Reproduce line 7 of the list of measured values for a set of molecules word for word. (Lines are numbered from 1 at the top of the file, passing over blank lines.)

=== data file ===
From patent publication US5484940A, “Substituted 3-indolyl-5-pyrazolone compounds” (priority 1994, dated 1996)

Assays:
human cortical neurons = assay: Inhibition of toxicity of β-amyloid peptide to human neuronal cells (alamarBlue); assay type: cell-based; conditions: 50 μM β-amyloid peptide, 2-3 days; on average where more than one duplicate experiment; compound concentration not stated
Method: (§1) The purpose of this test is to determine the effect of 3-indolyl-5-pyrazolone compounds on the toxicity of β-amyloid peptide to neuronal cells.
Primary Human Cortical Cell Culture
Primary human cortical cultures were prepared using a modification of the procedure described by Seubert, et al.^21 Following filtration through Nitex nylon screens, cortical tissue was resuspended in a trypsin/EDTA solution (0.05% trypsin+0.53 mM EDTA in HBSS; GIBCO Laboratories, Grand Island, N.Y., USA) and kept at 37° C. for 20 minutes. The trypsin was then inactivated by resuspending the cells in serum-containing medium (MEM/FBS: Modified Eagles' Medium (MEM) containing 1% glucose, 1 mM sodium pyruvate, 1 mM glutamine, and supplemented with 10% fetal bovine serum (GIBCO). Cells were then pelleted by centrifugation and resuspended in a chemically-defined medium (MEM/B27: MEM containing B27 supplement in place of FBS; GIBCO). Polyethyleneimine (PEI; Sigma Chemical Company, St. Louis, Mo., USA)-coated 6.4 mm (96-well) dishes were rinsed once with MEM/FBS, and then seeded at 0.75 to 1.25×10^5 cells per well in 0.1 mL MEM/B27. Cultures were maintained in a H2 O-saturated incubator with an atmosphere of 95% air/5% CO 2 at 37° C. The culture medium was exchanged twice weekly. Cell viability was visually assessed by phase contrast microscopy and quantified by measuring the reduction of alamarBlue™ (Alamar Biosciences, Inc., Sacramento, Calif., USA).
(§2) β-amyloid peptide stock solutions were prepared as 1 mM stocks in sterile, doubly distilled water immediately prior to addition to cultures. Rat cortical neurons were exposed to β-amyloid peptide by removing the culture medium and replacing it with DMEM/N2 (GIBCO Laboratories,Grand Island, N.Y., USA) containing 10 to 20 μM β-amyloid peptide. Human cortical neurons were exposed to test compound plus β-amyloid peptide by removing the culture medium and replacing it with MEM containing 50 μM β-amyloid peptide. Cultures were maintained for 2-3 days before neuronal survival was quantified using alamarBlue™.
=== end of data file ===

(§2) β-amyloid peptide stock solutions were prepared as 1 mM stocks in sterile, doubly distilled water immediately prior to addition to cultures. Rat cortical neurons were exposed to β-amyloid peptide by removing the culture medium and replacing it with DMEM/N2 (GIBCO Laboratories,Grand Island, N.Y., USA) containing 10 to 20 μM β-amyloid peptide. Human cortical neurons were exposed to test compound plus β-amyloid peptide by removing the culture medium and replacing it with MEM containing 50 μM β-amyloid peptide. Cultures were maintained for 2-3 days before neuronal survival was quantified using alamarBlue™.